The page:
I brought this up in my introduction thread, but wanted to start a new one for a few more opinions and questions.
About two weeks ago I purchased this 1000/6000 grit stone from Sur la Table:
I actually got it for $70 with my student discount.
I've sharpened my Mercer school issue chef knife on it, as well as a 7-inch Shun Classic Asian cooks knife. Don't plan on touching putting my Carter Gyuto on it until I have a lot more experience.
So, my questions are, what are your overall thoughts on the stones?
They seem like they were a pretty good value, are there any other stone vendors you would recommend?
I'm going to need a Diamond Flattening Steel (I think that's what they're called) at some point. Does anyone have any recommendations on those?
I haven't used that particular stone, but it should be a good start. If the urge to buy stones kicks in, check out Jon's Gesshin line http://www.japaneseknifeimports.com/gesshin-1.html . Also, I would suggest picking up Dave's Video on sharpening http://www.japaneseknifesharpeningst...egory-s/23.htm , Also check out Murray Carter's new video http://www.cartercutlery.com/japanese-knives/instructional-videos/new-blade-sharpening-fundamentals
I'm unfamiliar with that particular stone. My first stone was an inexpensive combination stone -- a less expensive one than yours -- and it was really fine to start sharpening with. You may or may not develop tastes for other things, but I wouldn't go any further until you log some time learning. I have great stones now, and I'm still not a great sharpener (just takes more practice!) It's got more to do with you than with the stones.
BTW, "whetstone" is the term. The SLT site doesn't help in that they (mistakenly) differentiate between "whetstones" and "oil stones". Which is nonsense. Oil stones and water stones are types of whetstones. To whet is to "sharpen, as by grinding or friction." A wet stone is a stone with water on it, irrespective of sharpening. [/pedantry]
Flattening -- there are various items. Since you're asking about a diamond flattening plate, I'd recommend this: http://www.japaneseknifeimports.com/...ing-plate.html
(If I didn't have something else, I'd get one of those. I use a DMT XXC plate, just because I got it before JKI started carrying the diamond flattening plate at the above URL. It's about the same price, if I recall correctly).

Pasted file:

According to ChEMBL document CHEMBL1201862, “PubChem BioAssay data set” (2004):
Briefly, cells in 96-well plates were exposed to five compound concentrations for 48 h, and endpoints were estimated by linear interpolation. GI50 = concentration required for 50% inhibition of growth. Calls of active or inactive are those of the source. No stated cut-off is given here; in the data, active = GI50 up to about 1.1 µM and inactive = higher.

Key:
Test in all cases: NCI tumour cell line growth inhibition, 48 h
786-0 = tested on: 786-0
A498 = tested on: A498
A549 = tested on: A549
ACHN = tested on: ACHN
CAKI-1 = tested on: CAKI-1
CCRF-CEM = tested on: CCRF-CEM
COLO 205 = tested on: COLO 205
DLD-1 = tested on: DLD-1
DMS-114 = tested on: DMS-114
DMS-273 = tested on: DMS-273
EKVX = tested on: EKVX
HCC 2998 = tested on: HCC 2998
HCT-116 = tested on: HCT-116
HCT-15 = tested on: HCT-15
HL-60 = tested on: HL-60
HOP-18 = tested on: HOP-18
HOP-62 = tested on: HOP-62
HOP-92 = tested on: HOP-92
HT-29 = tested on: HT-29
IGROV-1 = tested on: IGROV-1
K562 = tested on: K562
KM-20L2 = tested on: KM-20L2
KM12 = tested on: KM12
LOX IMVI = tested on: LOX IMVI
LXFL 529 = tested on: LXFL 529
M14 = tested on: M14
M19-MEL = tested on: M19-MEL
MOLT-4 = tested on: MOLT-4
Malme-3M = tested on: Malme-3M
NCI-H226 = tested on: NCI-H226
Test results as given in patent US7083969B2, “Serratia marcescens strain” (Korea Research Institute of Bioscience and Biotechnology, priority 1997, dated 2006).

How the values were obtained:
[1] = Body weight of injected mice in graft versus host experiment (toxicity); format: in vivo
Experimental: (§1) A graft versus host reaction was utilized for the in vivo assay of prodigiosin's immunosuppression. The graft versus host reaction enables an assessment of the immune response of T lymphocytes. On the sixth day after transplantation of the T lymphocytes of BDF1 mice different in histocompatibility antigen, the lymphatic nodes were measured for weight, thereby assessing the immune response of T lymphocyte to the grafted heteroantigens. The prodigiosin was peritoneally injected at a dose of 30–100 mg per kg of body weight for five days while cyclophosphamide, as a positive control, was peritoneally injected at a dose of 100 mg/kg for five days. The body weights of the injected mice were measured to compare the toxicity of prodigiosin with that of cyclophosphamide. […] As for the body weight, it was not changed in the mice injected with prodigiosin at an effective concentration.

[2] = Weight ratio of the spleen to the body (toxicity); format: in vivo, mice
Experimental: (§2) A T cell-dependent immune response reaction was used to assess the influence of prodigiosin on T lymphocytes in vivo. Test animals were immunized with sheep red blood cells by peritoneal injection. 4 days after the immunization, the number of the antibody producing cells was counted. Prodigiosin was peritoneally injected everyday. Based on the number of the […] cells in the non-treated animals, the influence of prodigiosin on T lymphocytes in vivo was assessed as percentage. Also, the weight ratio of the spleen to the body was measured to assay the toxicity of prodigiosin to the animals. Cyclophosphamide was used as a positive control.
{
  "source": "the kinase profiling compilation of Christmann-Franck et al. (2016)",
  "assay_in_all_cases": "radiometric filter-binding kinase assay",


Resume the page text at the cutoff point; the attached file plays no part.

I believe after making this mistake myself don't go with cheap stones to start and learn. Purchase a good couple stones and learn on those your not going to mess the stones up no sense in wasting money. Gesshin stones at JKI are great stones also chosera. Good coarse stones are besters.
I seriously doubt it's a real nice stone, though I would honestly be surprised if it was a piece of total crap.
That said, you have Japanese knives, a plain 1k/6k stone, and a Carter. Check out Murray Carter's videos--you are his target audience in a teacup. He's the man you need.
Originally Posted by BurkeCutlery
Looks like Suehiro's grit numbers to me, but the #1000 side is too dark.
Might be made to spec.
Probably ok. But since we don't know who made it and even if we did know who made we still don't know what it's like since it might be made to spec, so nobody can say whether it's good or not. Some of the stones out there are made by a known 'name' but they're not the branded line of stones and often aren't anything like the branded stuff.
Case in point, I've got a #320 Suehiro branded stone that's pretty good. I've got another stone, similar grit but completely unbranded but also from Suehiro and it's another notch better again. But they don't make the really good stone for general release. I had to ask "what is this thing and where can I get more!?!" and they told me the back story on it. A dead end stone, but amazingly good.
Happens a lot, and even though you can often pick out who made what, it still doesn't mean anything.
As far a flattening device, you could probably get away with sandpaper on a flat surface with that one. Spending the money to get a diamond plate of some kind will mean likely spending more than the stone is worth, but the diamond plate will be something you can use with this stone and with any other stones you may get in the future.
I personally prefer Atoma diamond plates (google it), but a DMT will also work. A few other choices out there, but the really cheap ones are a false bargain. Sure, they're cheap but that's exactly what you're getting.
Good luck with it, and when it comes time to replace that stone (not yet!), there are plenty of choices out there.
Originally Posted by Gravy Power
I have that stone, it was my first stone. It isnt a bad stone. Better than some I have played with that others have been nice enough to let me try. However since buying that I have upgraded and fed my addiction. I have moved on to Choseras and lately have migrated to j-natural stones. Both IMHO are better. I prefer how they cut and feel. As far as that stone goes, it will last you a while. I know I was sharpening often early on as I needed to really work on technique and the stone has tons of life left in it. It is a good place to start that is easy to work with since it is a combo stone. Is it the best? Not close, but it will certainly get you there and let you create a nice edge on your knives.
Diaminod stone wise, DMT XXC for flattening.